Saturday, 4 January 2014

Doom Chart: Most Paranoid Albums of 01/04/14

Top 30 Albums
#). artist - album title
  1. Sonic Mass - All Creatures Strange
  2. Blizaro - Strange Doorways
  3. Brimstone Coven - II
  4. Arrowhead - Atomsmasher
  5. Uzala - Tales of Blood & Fire
  6. Doctor Smoke - ST EP
  7. SubRosa - More Constant Than the Gods
  8. Blackwitch Pudding - Taste the Pudding
  9. The Great Electric Quest - Chapter II EP
  10. Tombstones - Red Skies & Dead Eyes
  11. Wounded Giant - Lightning Medicine
  12. In the Company of Serpents - Of The Flock
  13. Black Majik Acid - ST
  14. Ancient Warlocks - ST
  15. Hollow Leg - Abysmal
  16. Velvet Robe - Night Soil
  17. Asomvel - Knuckle Duster
  18. Satan's Satyrs - Wild Beyond Belief
  19. Sandveiss - Scream Queen
  20. Sandrider - Godhead
  21. Sangoma - Diviner
  22. Space Mushroom Fuzz - Burning the Almanac***
  23. Dirt Wizard - No Son of Mine***
  24. Earth Witch - Earthbound EP
  25. Moosataur - ST***
  26. Tombsealer - ST EP***
  27. Choke the Palm Tree - Hoax***
  28. The Whorehouse Massacre - Altar of the Goat Skull***
  29. Mountain Witch - Cold River
  30. Iron Man - South of the Earth
*** New Album

PARANOID Spotlight on:

Sangoma is a strange beast.  A proggy, spacey, psychey stoner rock quintet from Huntington, West Virginia, there's something about the different elements all coming together that makes Sangoma sound European.  Or maybe it's more than that.  Maybe it's vocalist Blair Yorke's intrinsic style with his slightly peculiar inflection.  Or maybe it has more to do with the band's iconoclastic music after all.  While there are many divergent genres and subgenres of hard rock and metal, there is an overall American sound, and it's been there for ages.  You can hear it in the frantic pace of Sun Studio's Million Dollar Quartet, the snarling, loose heaviness of the suburban garage bands of the 1960's and in the grooves of most hungry bandcamp bands.  Somehow, there's always seemed to be a bigger emphasis on fine art in the UK and Europe, whereas in the states expression has always been king.  There's a much larger discussion here about the difference between artistic sensibilities and art history, but I won't belabor it.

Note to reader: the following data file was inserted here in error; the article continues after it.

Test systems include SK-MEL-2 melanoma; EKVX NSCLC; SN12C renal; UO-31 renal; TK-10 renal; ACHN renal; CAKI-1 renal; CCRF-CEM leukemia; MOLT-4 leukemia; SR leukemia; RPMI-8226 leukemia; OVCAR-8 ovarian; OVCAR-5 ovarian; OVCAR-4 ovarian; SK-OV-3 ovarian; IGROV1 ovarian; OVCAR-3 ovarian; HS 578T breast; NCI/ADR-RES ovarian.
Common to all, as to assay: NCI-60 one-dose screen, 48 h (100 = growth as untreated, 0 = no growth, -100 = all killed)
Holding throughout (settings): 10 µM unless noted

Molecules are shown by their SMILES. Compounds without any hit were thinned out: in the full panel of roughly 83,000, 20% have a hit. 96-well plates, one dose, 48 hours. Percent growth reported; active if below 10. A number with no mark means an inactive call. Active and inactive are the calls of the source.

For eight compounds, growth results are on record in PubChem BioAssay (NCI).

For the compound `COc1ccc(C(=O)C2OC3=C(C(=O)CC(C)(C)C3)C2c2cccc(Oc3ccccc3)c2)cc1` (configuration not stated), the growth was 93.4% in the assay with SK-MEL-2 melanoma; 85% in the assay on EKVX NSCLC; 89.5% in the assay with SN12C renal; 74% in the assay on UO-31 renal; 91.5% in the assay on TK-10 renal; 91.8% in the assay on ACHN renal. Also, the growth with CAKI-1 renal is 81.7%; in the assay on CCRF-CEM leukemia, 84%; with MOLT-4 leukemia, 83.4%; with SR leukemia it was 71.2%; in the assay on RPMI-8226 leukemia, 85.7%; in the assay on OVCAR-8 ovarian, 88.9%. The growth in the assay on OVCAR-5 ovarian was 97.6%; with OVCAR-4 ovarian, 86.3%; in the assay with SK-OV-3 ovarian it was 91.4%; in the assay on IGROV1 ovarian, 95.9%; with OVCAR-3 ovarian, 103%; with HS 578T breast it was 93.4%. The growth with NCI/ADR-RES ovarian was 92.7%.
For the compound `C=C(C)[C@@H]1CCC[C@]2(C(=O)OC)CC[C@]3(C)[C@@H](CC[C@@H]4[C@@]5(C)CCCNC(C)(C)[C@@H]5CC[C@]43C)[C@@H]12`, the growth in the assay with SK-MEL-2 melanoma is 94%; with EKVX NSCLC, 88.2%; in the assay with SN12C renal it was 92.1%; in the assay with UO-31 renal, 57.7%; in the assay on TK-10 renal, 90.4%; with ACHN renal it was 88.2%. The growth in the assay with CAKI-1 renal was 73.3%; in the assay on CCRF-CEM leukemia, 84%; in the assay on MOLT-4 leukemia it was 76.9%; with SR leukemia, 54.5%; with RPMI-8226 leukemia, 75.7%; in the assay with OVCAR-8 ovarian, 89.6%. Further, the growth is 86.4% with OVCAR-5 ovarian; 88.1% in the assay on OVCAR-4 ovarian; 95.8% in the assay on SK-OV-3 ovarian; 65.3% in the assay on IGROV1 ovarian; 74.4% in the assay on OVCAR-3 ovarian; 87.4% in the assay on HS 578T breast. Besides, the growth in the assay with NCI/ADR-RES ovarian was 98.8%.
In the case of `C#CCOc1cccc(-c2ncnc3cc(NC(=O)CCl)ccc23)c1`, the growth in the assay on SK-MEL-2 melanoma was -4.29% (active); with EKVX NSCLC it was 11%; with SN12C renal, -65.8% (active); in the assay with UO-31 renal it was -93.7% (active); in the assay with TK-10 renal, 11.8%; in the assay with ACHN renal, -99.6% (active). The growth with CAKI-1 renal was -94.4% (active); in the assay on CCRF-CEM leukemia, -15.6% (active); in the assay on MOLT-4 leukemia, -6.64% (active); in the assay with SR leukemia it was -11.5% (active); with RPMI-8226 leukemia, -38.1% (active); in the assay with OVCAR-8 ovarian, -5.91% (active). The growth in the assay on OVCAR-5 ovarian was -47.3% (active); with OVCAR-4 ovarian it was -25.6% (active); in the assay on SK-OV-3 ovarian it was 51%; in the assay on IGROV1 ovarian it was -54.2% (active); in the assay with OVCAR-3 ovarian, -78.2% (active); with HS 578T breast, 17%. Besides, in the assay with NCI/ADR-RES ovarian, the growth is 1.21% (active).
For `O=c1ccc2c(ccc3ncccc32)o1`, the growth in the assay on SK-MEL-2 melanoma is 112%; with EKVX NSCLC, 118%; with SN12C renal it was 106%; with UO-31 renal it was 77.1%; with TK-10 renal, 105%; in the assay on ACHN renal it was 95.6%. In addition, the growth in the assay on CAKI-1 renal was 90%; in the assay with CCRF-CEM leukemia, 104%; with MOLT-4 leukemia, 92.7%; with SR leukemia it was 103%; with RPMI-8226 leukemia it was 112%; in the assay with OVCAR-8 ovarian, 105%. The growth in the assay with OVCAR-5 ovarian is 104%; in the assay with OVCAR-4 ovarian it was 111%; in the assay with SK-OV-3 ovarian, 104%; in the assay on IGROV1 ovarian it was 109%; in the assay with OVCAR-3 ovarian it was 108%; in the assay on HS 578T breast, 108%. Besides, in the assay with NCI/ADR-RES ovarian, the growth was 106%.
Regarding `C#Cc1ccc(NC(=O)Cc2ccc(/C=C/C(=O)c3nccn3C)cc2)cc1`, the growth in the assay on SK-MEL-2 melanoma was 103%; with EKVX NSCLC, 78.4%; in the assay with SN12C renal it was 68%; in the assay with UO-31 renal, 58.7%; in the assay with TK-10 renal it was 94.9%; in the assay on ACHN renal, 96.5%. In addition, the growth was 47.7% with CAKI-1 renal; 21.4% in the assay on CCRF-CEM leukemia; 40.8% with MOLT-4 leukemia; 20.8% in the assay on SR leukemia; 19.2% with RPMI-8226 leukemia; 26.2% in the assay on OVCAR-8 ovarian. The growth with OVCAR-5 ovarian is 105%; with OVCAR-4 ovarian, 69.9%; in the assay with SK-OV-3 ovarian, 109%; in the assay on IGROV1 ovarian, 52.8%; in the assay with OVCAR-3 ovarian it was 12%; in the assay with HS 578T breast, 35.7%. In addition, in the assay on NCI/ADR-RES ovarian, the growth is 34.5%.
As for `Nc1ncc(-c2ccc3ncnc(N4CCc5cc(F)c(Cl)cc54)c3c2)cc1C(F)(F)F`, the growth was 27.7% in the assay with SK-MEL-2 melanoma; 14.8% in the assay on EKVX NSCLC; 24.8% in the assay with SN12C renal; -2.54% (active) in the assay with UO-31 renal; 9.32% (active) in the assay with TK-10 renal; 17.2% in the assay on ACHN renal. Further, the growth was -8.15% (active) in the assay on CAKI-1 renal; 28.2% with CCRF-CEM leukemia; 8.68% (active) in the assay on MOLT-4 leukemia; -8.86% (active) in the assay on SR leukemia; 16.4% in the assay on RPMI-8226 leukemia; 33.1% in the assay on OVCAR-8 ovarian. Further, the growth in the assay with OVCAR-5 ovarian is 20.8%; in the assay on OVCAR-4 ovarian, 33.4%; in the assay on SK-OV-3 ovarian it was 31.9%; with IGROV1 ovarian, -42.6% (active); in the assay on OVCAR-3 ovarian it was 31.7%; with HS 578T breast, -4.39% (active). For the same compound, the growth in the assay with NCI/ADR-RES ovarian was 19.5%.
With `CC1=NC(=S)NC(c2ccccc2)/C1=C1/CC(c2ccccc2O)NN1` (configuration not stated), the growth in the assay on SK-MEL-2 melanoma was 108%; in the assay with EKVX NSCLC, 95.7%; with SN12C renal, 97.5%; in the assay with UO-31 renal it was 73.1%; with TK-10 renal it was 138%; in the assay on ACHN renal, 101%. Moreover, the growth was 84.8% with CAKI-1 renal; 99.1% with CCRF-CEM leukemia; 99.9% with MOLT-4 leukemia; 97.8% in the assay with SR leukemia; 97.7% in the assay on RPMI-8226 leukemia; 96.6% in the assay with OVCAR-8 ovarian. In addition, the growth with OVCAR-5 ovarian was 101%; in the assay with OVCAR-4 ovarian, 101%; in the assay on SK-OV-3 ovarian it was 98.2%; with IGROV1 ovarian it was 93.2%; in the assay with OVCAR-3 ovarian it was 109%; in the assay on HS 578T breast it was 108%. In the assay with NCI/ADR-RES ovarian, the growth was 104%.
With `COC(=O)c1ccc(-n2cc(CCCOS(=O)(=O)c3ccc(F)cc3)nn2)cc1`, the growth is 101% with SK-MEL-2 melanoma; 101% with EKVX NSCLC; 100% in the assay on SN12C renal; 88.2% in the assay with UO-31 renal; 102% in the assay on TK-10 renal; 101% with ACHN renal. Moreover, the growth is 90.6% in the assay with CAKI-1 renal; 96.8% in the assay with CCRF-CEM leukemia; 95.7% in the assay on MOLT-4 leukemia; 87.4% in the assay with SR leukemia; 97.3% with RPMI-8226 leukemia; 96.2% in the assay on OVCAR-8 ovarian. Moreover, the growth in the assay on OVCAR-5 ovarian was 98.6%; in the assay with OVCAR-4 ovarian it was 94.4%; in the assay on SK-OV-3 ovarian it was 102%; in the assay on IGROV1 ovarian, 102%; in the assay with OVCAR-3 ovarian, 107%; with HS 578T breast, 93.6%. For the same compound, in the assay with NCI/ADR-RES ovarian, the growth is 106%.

Sangoma produces fine art.  That's not to say there's no expression here, but when I listen to 'Diviner' there's just something different here.  The songs can be sprawling, but the band still exerts a level of control not often found in American underground bands.  The songs can be aggressive, but aggression is not an end in itself.  There's just more to it than that with this band.  Oddly, a sampling of the band's self-titled debut from June 2012 is a fine example of the 'American sound', heavy, loose, snarling and expressive.  Perhaps the largest difference of all comes from the change in drummer.  The fast and busy Nick Stiles from the first record has been replaced by the more sympathetic Jon Linville for 'Diviner'.  The difference is readily apparent.  While Stiles provided much of the band's propulsion on the first record, that push now seems to come from the rhythm section of Garrett Babb (rhythm guitar) and Josh Harshbarger (bass).  The constant has been the consistent vocals of Yorke and the scorching leads of guitarist Greg Gilbert.

The debut isn't without its memorable moments, but in the end 'Diviner' takes things to another level.  Melody takes hold making songs like "Burnout Blues" and "Consult the Orb" unforgettable.  'Diviner' can be ordered on CD through Sangoma's bandcamp page for a frugal $6 (I got my copy!) or as a digital download for $4.  You can find the page on the link at the #21 spot on the list above.

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